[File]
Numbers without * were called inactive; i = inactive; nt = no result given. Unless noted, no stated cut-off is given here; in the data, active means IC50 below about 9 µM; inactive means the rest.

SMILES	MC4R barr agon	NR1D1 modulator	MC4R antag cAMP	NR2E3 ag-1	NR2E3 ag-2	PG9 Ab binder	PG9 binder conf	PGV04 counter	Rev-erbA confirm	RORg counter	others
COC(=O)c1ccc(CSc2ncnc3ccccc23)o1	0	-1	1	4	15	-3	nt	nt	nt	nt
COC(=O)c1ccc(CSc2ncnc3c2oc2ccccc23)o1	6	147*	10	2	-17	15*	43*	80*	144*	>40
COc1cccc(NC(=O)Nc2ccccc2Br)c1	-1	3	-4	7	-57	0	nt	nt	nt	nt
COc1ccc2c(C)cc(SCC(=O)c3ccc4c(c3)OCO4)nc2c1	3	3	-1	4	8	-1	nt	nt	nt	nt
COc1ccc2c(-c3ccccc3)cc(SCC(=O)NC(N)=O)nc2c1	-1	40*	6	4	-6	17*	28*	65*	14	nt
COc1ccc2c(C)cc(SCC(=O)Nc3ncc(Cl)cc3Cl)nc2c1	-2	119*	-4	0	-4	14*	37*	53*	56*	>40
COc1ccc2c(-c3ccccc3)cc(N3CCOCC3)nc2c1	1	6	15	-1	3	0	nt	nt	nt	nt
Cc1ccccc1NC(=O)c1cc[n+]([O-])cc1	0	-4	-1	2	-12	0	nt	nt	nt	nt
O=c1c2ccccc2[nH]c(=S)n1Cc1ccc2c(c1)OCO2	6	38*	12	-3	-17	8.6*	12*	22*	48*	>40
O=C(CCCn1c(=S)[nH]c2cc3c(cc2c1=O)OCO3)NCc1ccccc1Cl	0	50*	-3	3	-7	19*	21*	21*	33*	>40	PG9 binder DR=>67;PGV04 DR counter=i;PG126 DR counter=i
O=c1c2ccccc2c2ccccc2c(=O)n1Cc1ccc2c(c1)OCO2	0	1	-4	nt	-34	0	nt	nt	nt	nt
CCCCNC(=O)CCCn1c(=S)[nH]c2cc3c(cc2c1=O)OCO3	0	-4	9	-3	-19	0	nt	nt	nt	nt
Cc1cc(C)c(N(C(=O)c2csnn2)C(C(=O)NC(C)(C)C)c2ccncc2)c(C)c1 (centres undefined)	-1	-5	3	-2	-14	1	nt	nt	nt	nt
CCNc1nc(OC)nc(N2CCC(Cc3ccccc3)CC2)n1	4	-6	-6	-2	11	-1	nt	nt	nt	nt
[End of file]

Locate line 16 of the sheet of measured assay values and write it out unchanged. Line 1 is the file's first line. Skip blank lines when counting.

CCNc1nc(OC)nc(N2CCC(Cc3ccccc3)CC2)n1	4	-6	-6	-2	11	-1	nt	nt	nt	nt